According to statistics of the Agricultural and Livestock Service, SAG, the region exported just over five million boxes of cherries in the 2012-2013 season. Last year the region exported more than nine million boxes. The SAG calculates that in the season that will begin in December, the region will export 12 million boxes of cherries.
The cherry boom, as the people inside the body responsible for the protection of the country's phytosanitary patrimony call the phenomenon, has been caused, in part, by the high profitability of the fruit and the security of purchase in China, whose markets took 82 percent of the shipments in the previous season.
"We expect a large production of cherries this season because of the large number of hectares planted with cherries and because of the favorable climatic conditions to date. Unlike the previous season, when a frost in September 2016 affected flowering, this year's crop wasn't affected by this climatic phenomenon. Furthermore, the rains have been benevolent with the crop, as they didn't produce great losses, and there is a large amount of fruit in the trees waiting to mature," said Danol Quintanilla, the regional coordinator of Agricultural and Forestry Exports at the SAG.
Although Chile currently represents 2% of the world production of cherries, this small proportion represents 85% of the production of the Southern Hemisphere, which makes Chile the protagonist in the counter-season production. Experts indicate that 86% of shipments went to Asia, mainly to China.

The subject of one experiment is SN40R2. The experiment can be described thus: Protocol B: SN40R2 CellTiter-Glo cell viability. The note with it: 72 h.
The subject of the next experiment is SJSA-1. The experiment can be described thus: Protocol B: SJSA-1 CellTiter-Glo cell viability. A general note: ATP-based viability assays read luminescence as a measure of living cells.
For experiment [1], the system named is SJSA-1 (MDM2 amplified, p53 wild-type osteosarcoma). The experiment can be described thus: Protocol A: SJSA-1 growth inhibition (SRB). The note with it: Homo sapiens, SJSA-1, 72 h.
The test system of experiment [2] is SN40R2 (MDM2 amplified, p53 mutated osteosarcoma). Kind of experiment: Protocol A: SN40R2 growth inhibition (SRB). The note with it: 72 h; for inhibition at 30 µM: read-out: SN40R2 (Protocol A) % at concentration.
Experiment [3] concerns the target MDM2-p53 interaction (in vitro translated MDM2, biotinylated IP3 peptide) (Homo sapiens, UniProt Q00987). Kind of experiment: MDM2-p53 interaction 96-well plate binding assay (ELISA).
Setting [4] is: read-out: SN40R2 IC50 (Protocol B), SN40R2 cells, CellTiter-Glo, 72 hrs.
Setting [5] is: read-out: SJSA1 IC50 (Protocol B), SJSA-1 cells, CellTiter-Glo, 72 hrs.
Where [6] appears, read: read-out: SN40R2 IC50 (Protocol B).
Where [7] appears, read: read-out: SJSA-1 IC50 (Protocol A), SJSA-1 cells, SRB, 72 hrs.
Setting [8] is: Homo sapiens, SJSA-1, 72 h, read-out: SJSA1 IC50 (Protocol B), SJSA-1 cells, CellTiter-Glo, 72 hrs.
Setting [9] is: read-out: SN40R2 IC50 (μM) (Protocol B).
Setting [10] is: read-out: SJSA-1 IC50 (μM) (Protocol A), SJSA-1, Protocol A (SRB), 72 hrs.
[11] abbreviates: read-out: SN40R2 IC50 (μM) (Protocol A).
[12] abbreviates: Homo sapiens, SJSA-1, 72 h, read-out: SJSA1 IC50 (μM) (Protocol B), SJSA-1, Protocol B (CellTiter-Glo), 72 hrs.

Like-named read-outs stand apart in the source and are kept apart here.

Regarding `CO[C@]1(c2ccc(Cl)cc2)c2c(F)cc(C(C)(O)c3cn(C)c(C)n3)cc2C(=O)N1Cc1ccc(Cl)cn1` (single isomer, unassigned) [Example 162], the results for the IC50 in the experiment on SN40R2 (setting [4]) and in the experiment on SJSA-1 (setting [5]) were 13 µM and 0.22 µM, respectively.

At a national level, Chile exported 17.8 million boxes of cherries during the 2015-2016 season. For the 2016-2017 season, they expected to export some 30 million boxes. Unfortunately, that number was diminished by almost 6 million by the frosts and rains that affected the harvest. This season, as there haven't been any rains during the harvest, expectations are that the national production will amount to 34 million boxes of fruit.
"We expect a high concentration of crops in the month of December and a substantial increase in the amount certified, so our region could produce more than 12 million boxes, which will involve a lot of work for the producing and exporting sector, as well as for the SAG, which should reinforce our inspection teams," said Quintanilla.